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Paradigm Fulcrum: The Tipping Point of Change

A paradigm is a unique lens a person views their world built through their experiences and influences over their lifetime. Capra (1997) constructed a dynamic systems perspective of paradigm, which he defined as, “a constellation of concepts, values, perceptions, and practices shared by a community, which forms a particular vision of reality that is the basis of the way the community organizes itself (p. 6). I like the paradigm perspective of a constellation since there are so many inputs available to our constructs. Another consideration is that our paradigm, whether as an individual or an organization, is ever-evolving as we have new input.

In my research, I wanted to determine how change leaders using a method called Appreciative Inquiry (AI) knew they had an impact on their clients (Davis, 2019a). What emerged from this work was there are only three ways that an impact is determined: a cognitive change, a paradigm change, or a behavioral change. Before changing paradigm, there must be a cognitive change. Then, the person or organization can make behavioral changes. (Davis, 2019a, 2019b). Baker (1992) defined paradigm as a set of rules, whether written or unwritten, that establishes or defines boundaries and tells people how to behave inside those boundaries.

As I pondered how to move people past thoughts (cognitive) to action (behavior) the question came to me about the fulcrum or tipping point, that is needed to shift their paradigm and motivate action. This idea became the Paradigm Fulcrum © (Davis, 2019a, 2019b) concept. The Paradigm Fulcrum is the “thing” that initiates personal and organizational change. However, what is it that tips the fulcrum? I began to look closer at cognitive changes and realized there are two parts to a person's cognitive framework. First, is what is called doxastic logic or how they feel about something; perception is the reality. Second, is epistemic logic or how they think about facts; how they frame what they know to be true. A person will interpret facts based on how they feel about what is known.

Understanding this separation of cognition, or logic, made me start wondering if this could be a factor for people when hearing a motivational speaker (Davis, 2019b). Sometimes people will hear a motivational speaker, get all charged up from the presentation and change their life. Other times, they get all charged up from the presentation and make no change in their life. A recurring statement from my study participants referred to the ‘palpable shift in energy in the room' when providing services as a way they knew a change was occurring. I wondered where that difference came from and began digging into the concepts of energy and learned about energy types, energy dimensions, and energy directions as they relate to thriving, engagement, and flourishing. Motivational speakers are generally high energy and can energize others during their presentations but what is the step that makes them transformational in their connection with others. If energy is transferable as in this example of the motivational speaker, then what is it and where does it come from?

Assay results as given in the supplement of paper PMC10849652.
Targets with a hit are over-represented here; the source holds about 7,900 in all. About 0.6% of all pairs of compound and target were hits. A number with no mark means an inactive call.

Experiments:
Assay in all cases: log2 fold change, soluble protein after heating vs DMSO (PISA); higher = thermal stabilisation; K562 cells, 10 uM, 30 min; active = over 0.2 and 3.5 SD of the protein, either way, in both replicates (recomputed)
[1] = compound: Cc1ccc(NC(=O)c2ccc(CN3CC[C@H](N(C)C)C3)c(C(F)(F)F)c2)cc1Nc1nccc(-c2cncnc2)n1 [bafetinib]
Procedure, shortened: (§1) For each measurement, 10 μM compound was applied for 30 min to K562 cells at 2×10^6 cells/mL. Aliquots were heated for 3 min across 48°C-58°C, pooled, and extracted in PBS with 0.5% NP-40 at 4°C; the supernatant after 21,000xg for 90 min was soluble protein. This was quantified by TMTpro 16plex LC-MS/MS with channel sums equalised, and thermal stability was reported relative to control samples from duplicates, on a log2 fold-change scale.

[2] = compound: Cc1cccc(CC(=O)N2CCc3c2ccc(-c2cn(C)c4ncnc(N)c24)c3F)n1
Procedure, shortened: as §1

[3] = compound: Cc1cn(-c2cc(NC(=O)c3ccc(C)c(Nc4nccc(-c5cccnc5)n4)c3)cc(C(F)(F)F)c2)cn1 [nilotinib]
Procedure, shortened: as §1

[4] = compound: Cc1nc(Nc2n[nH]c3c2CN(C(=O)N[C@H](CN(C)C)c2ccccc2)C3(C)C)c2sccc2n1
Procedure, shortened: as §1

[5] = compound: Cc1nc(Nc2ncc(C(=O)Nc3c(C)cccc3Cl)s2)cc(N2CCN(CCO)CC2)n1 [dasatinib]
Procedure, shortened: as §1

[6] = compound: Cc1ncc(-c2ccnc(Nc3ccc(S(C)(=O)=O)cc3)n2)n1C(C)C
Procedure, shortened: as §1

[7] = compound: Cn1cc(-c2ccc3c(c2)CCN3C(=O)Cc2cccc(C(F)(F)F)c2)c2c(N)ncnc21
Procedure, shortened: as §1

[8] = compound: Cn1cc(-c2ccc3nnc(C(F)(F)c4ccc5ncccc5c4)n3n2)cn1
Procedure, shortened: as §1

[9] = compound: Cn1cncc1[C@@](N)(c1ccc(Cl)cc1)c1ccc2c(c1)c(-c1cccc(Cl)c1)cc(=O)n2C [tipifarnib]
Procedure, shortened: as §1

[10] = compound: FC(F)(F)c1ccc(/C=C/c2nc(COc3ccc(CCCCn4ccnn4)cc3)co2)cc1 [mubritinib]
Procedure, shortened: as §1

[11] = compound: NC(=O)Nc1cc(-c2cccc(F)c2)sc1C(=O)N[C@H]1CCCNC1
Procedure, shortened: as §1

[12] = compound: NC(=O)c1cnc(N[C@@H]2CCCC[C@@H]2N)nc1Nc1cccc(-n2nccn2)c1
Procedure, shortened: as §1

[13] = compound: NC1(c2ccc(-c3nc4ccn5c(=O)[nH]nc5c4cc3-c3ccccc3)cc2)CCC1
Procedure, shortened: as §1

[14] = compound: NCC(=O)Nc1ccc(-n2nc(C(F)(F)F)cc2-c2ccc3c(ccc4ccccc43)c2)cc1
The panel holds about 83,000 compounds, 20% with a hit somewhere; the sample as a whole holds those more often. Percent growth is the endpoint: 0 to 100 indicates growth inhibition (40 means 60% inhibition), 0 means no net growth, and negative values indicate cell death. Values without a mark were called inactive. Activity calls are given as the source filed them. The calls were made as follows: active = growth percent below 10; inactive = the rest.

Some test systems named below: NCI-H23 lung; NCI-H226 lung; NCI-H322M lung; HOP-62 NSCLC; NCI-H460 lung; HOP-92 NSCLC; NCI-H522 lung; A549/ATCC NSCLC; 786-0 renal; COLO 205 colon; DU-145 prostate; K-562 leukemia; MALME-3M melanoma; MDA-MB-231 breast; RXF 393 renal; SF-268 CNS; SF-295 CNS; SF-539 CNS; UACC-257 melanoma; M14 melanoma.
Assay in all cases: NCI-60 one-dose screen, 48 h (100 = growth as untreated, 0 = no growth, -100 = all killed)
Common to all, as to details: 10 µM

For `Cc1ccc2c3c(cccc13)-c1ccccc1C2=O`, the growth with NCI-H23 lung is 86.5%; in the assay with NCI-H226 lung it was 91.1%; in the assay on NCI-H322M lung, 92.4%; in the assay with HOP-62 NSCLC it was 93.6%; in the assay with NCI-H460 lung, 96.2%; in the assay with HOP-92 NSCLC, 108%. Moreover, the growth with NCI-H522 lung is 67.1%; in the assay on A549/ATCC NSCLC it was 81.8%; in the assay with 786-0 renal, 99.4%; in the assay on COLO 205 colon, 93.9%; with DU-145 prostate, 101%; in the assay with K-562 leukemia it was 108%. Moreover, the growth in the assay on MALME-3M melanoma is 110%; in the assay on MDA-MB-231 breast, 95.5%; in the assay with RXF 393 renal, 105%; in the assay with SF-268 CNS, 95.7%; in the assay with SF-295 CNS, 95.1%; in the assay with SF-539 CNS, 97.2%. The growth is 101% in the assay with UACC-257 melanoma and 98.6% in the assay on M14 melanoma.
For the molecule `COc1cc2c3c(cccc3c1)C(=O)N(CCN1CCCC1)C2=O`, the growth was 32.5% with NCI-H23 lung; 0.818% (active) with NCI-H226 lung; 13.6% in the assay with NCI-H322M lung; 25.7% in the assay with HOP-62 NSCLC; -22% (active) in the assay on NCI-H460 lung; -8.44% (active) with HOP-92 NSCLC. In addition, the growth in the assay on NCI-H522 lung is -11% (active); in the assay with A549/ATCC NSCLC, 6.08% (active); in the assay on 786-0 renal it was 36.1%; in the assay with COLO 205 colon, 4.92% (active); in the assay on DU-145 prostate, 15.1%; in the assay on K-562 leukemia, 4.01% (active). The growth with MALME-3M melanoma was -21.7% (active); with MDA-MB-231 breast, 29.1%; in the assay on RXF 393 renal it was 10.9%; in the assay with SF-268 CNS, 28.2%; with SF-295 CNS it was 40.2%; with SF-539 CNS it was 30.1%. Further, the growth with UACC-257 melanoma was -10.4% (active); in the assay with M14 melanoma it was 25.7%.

As I dug deeper into this reasoning I realized the idea of energy as a form of emotion. “Feeling is what you label as anger, sadness, joy or fear. It is your interpretations or thoughts about emotional energy that give it meaning” (Stokes & Ward, 2012, par.3). Further research into this idea brought me to the research of Fonagy and Allison (Fonagy & Allison, 2014). They described mentalizing as "the capacity to understand others' and one's own behavior in terms of mental states" (abstract). They described mentalizing as a generic way of creating trust in the authenticity and personal relevance of interpersonally transmitted information. Mentalizing constructs new understandings of one's social relationships and their behaviors. They profoundly stated, "the very experience of having our subjectivity understood – of being mentalized – is a necessary trigger for us to be able to receive and learn from the social knowledge that has the potential to change our perception of ourselves and our social world" (Fonagy & Allison, 2014, p. 372). This trek led me to understand that developing emotional intelligence is the key factor to change, whether individually or organizationally.

Emotional Intelligence is defined as the capacity to be aware of, control, and express one's emotions, and to handle interpersonal relationships judiciously and empathetically. A very simple definition of emotional intelligence coined by (Nelson & Low, 2011) is the ability to think constructively and act wisely. Helping people and organizations develop these skills is the fulcrum that pivots them into positive, transformative change for personal and professional achievement, the Paradigm Fulcrum. It is my mission to help others with emotional intelligence through Appreciative Inquiry methods to develop their skills of thinking constructively and acting wisely in all aspects of their life.


Capra, F. (1996). The Web of Life: A New Scientific Understanding of Living Systems. New

York: Anchor Books.

Davis, K. K. (2019a). Determining Impact of Appreciative Inquiry: A Case Study - ProQuest.

Retrieved from


Davis, K. K. (2019b). Exploring best practices among appreciative inquiry practitioners for

determining impact. AI Practitioner, 21(3), 66–91.


Fonagy, P., & Allison, E. K. (2014). The role of mentalizing and epistemic trust in the

therapeutic relationship. Psychotherapy, 51(3), 372–380.

Nelson, D., & Low, G. (2011). Emotional Intelligence: Achieving Academic and Career

Excellence (2nd ed.). Boston. MA: Prentice Hall.

Stokes, H. and Ward, K. (2012, August 28). Emotions are energy: The bodymind connection

and e-motion. Retrieved from energy/.

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